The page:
PDVSA ships fuel to Syrian regime: Chavez risks sanctions?

[Edited Tues  630 EDT] The Negra Hipólita, a tanker operated by an affiliate of PDVSA, should be arriving at the Syrian port of Banias after a 15-17 day voyage from the Venezuelan refinery at Puerto La Cruz (El Universal, 17Feb12).

Syrian tanks are seen in Bab Amro near the city of Homs,12Feb12. Photo Reuters

Puerto La Cruz produces about 187k bbl/day and, the Negra Hipólito, if fully loaded, will deliver 47,000 (47k) tonnes of diesel fuel to alleviate reported widespread shortages of fuel in Syria. That’s about 330k barrels of fuel usable as home heating oil, or as fuel for Assad’s Russian tanks “indiscriminately” shelling neighborhoods, as in the city of Homs.  Note:

In Vienna, the U.N. chief demanded the Syrian regime stop using indiscriminate force against civilians caught up in fighting between government troops and Assad’s opponents. “We see neighborhoods shelled indiscriminately,” Ban told reporters. “Hospitals used as torture centers. Children as young as ten years old jailed and abused. We see almost certain crimes against humanity.” (Time World, Syrian Troops Shell Central City with Tanks. 17Feb12).

What, however, is the geopolitical significance of this shipment?  Let’s examine three issues:

  1. Chavez’ motivations: Why risk sanctions?
  2. Is this a significant material assistance to Assad’s regime?
  3. Has Chavez blundered by miscalculation?

1. Chavez’ motivations: Why risk sanctions?

President Chavez has clearly been extremely agitated about the dilemma of Syria’s Assad, and is quite happy to have found some material way to assist him.  (For his defense of this shipment, see: AP 17Feb12).  For Hugo Chavez, the Arab Spring and the U.S.-Iran conflict have been just one huge frustration. Many analysts recognize his obvious fear of geopolitical isolation as these autocratic regimes retreat.  However, it should be noted more specifically that he is also losing his most powerful allies inside OPEC, the historical heavyweights of its “price-hawk faction” which once included himself, Gaddafi’s Libya, Iran and Saddam’s Iraq.

Hugo Chavez tried various diplomatic schemes to save Gaddafi from the popular rebellion and to block NATO intervention, even offering Gaddafi asylum in Caracas, all to no avail.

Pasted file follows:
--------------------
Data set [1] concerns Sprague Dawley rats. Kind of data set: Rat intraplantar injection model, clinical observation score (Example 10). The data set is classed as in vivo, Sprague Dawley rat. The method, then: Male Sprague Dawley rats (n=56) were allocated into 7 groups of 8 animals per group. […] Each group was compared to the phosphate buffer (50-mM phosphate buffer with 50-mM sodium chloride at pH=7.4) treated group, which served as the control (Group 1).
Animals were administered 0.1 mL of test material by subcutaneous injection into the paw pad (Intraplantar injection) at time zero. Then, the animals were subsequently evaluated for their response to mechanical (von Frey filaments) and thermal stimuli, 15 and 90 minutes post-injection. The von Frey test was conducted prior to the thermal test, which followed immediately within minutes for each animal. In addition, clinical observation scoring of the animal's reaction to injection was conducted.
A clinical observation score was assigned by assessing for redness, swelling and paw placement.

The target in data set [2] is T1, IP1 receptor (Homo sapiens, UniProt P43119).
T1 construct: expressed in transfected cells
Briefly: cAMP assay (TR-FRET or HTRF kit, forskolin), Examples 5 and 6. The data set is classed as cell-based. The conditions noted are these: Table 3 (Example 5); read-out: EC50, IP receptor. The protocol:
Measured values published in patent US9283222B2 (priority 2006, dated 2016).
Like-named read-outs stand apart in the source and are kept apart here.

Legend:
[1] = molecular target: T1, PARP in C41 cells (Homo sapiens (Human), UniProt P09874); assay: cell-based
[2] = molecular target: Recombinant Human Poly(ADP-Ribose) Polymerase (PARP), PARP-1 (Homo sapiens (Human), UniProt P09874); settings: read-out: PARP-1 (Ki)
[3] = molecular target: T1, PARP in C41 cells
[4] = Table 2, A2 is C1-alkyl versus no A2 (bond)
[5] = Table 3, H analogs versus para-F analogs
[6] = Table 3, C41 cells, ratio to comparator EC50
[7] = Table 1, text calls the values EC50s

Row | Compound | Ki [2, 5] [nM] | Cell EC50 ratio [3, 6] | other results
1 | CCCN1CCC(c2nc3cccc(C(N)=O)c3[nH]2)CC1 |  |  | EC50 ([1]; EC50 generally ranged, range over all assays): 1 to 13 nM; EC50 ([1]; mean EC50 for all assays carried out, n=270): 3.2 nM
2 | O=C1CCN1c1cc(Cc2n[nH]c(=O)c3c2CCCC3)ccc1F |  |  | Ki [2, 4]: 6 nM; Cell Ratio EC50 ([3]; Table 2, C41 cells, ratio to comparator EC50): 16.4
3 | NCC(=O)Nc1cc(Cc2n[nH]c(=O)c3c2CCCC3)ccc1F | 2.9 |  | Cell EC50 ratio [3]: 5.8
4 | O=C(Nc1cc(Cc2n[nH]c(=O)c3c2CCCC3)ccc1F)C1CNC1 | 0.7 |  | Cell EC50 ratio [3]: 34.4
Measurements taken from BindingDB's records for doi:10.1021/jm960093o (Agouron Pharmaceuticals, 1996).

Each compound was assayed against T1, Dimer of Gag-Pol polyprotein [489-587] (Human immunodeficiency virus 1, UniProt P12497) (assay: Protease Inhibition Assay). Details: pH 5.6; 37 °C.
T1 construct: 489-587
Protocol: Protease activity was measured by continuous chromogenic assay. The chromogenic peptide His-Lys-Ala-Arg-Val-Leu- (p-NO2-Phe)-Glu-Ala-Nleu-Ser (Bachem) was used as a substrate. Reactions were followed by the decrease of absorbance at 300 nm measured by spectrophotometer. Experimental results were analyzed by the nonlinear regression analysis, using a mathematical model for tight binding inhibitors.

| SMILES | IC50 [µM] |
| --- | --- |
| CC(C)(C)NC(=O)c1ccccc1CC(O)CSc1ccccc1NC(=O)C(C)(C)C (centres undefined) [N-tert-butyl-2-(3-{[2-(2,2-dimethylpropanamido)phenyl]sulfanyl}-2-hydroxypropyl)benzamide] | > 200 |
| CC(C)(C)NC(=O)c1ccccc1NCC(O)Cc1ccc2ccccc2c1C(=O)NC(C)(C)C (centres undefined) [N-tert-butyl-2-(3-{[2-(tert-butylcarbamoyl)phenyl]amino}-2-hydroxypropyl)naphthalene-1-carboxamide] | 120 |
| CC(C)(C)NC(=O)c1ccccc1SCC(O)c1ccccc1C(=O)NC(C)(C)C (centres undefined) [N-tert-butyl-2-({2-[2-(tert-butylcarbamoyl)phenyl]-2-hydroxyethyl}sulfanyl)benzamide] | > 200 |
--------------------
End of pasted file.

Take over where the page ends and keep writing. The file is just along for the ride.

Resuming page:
He has also wanted to aid the Iranian leadership, now his only remaining OPEC-heavyweight ally; but, again, he has been unable to do much of anything concrete.

As I stressed in a recent post, (With a USA-dependent oil sector, Chavez can’t help Ahmadinejad, 18Jan12) Hugo Chavez was forced to send Ahmadinejad home empty-handed in January when the latter came looking for help against U.S. and E.U. sanctions.  Chavez simply could not help Ahmadinejad, at least not openly, because of the clear certainty that PDVSA and his government would open themselves to U.S. sanctions if he was again caught aiding Iran.  But, why does Chavez care about U.S. sanctions?  Because of the continuing abject reliance of Chavez’ government on selling oil to the U.S., its reliance on access to the U.S. bond market for raising capital, and its reliance on foreign investment by companies that do business in the U.S. that will not flaunt any U.S. Treasury Department sanctions placed on business with Venezuela.  In short, considering this economic dependence, Chavez absolutely cannot risk any new U.S. sanctions on PDVSA or on his government.

However, he has found a way to make a material contribution to preserving Syria’s Assad, and thereby to aiding Iran, as Syria is Iran’s only Arab ally. If Assad falls to a popular revolution like Gaddafi, Iran would be significantly more vulnerable geopolitically.

2. Is this a significant material assistance to Assad’s regime?

Indeed, this is a material contribution to keeping Assad in power.  The Syrian regime has faced significant fuel shortages for its military and civilian population due to internal attacks on pipelines and fuel trains by rebels, E.U. oil sanctions, and the reluctance of international fuel traders to deal with the regime.

Even before the revolution, Syria had a trend of decreasing ability to export oil, and a shortage of refining capacity, and Chavez had committed PDVSA to assist:

Syria’s total refining capacity was approximately 240,000 bbl/d as of January 2011, according to The Oil and Gas Journal. Syria’s two state-owned refineries are located at Baniyas and Homs, which have 133,000 bbl/d and 107,000 bbl/d, respectively, of refining capacity. Syria faces shortages of gas, oil and diesel, and needs additional domestic refining capacity to meet these needs. … In December, 2010, Venezuela signed a Memorandum of Understanding to construct the 140,000 bbl/d Froklos refinery, a project which had been stalled since an agreement to establish it was signed in March, 2008. Chinese officials have also discussed a long-delayed 70,000 bbl/d refinery project in Deir al-Zor, where construction was supposed to have begun in 2008. [ EIA, Aug 2011, emphasis added-T.O’D.]

The revolutionary forces see this  as a vulnerability of the regime and have exacerbated fuel and electricity shortages through attacks on energy infrastructure.  Al-Ahram reports:

A train carrying fuel was derailed by a bomb blast and caught fire on Saturday in restive Edleb province … .  The sabotaged train was carrying 1,000 tons of fuel used for power generation. …

Attacks on power stations and gas pipelines, together with an oil embargo imposed by the European Union in September, have caused severe electricity and fuel shortages in Syria at a time of severe winter weather.  [Ahramonline, Cairo, 14Jan12]

While, the Financial Times reported in late January:

In Aleppo, drivers in a line of cars at a petrol station in the Midan district were preparing to queue most of the day for fuel to arrive. Many said the supply crisis had worsened since the new year as the Free Syrian Army had stepped up its operations on roads into the city. …